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In today’s hectic driving environment, drivers need all the help they can get in avoiding distracted drivers and pedestrians. This is why the
boasts the full suite of Co-Pilot360 safety features as standard equipment, something competitors sell as options.
The National Highway Traffic Safety Administration estimates that as many as 90 percent of collisions could be avoided if all vehicles on the road had Advanced Driver Assistance Systems like
Co-Pilot360. Until then, all
drivers will benefit from the electronic support of key features such as Pre-Collision Assist with Pedestrian Protection. Pre-Collision Assist alerts the driver if it senses a vehicle in front in the path of a collision. It will also pre-charge the brakes if the driver doesn’t react, and the system can also brake without driver input, if needed.
Other luxury carmakers offer their safety features as individual options, upgrade packages or on higher trim levels. Lincoln makes the full raft of safety technology standard equipment on every new Nautilus. It also offers optional features, like adaptive cruise control, to help relieve the driver of some of the workload on long drives as it automatically matches the speed of cars ahead using its forward radar system. Lincoln’s system can even bring the vehicle to a stop in bumper-to-bumper traffic jams and then take off again after brief stops of less than 3 seconds.
Co-Pilot360 also includes lane-keeping assist to prevent Nautilus drivers from accidentally wandering out of their lane, and a blind-spot information system that illuminates an indicator light in the mirror to warn if there’s a car lurking in the blind spot.
The rearview camera helps drivers guide the Nautilus into parking spaces, and the rear cross-traffic alert can warn of approaching cars when backing out of a space. The active park assist system goes a step further and will actually do the steering for them in both parallel and perpendicular parking. Out on the highway at night, automatic high beams keep the maximum amount of light on the road at all times, dimming themselves to avoid blinding drivers in oncoming cars.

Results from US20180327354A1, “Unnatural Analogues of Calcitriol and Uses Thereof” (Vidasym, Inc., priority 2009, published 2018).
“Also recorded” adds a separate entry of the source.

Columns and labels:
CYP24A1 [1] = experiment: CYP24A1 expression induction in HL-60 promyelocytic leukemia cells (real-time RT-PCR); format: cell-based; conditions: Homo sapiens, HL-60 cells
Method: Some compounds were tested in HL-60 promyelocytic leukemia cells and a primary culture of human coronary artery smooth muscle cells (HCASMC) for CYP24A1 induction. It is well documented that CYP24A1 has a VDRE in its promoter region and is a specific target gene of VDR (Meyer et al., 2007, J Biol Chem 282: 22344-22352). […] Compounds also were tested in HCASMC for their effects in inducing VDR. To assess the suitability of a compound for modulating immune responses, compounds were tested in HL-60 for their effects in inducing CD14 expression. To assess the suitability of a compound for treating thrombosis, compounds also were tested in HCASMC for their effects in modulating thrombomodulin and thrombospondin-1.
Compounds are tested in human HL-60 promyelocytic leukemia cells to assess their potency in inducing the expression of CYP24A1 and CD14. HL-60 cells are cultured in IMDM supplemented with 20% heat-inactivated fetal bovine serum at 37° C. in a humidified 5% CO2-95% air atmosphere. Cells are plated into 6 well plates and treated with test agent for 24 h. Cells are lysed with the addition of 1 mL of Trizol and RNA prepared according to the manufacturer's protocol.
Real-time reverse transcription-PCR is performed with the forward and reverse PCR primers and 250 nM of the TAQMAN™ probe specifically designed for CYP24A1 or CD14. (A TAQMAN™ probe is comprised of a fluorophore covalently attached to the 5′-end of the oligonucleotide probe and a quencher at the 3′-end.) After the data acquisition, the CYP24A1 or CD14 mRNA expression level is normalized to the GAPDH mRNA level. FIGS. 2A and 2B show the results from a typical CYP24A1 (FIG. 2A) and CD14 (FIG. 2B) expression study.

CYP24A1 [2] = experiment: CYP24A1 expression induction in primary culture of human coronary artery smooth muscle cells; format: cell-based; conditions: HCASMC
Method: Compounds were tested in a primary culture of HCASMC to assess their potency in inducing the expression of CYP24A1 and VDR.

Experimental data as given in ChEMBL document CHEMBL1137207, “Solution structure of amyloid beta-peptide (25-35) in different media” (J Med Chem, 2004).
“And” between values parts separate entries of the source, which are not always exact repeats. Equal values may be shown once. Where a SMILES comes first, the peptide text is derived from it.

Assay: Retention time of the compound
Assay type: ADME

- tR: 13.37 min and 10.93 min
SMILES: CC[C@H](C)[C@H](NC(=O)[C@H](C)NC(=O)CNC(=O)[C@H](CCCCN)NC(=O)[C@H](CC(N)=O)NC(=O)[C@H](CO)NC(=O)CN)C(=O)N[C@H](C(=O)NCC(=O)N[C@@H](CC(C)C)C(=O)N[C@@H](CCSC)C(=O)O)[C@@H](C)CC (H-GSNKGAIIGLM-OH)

Lincoln bests the competition
Active Driving Assist Professional system on the
is optional, so not all of its drivers benefit from active cruise control with lane keeping assist and collision avoidance.
‘s Driver Awareness Package is available optionally only on higher trim levels, and it includes forward collision alert, lane keeping assist, lane departure warning, front pedestrian braking and low-speed forward automatic braking along with automatic high-beam headlight control. Further, the Driver Assist Package is only available on the higher trim levels and only after buying the Driver Awareness Package.
Driver Assist Package adds adaptive cruise control and forward and reverse automatic braking.
Still another costly step up from there, Cadillac’s Enhanced Visibility Package adds Automatic Parking Assist. But that’s still better than the
GLE-class SUVs, which do not offer any kind of automatic parking feature at any price.
Blind-spot monitoring and rear cross-traffic assist are components of the Side Assist package on the
, which is standard equipment on pricier trim levels. Adaptive cruise control, traffic sign recognition and lane-keeping assist are all extra-cost options for the
. Adaptive cruise control costs extra on
Exotic Italian marques such as
have joined the luxury
SUV market, but these vehicles do not include standard safety technology like Lincoln. In the case of the
, parking-assist sensors, blind-spot monitoring and rear cross-traffic alert are all part of the added-cost Driver Assistance Static Package on all but the most track-focused and expensive
Quadrifoglio. And you’d need the Driver Assistance Dynamic Package on the non-Quadrifoglio-edition Stelvio to include adaptive cruise control, lane departure warning and automatic high beams. It is the same for the
, for which adaptive cruise control, forward collision warning, lane departure warning, automatic brake assist and blind-spot alert are all add-on options to the car’s base price.
A report from the Boston Consulting Group tells us that crashes prevented by automatic safety systems such as forward collision warning and rear cross-traffic alert provide a value of more than $16,000 over a car’s 20-year lifespan.
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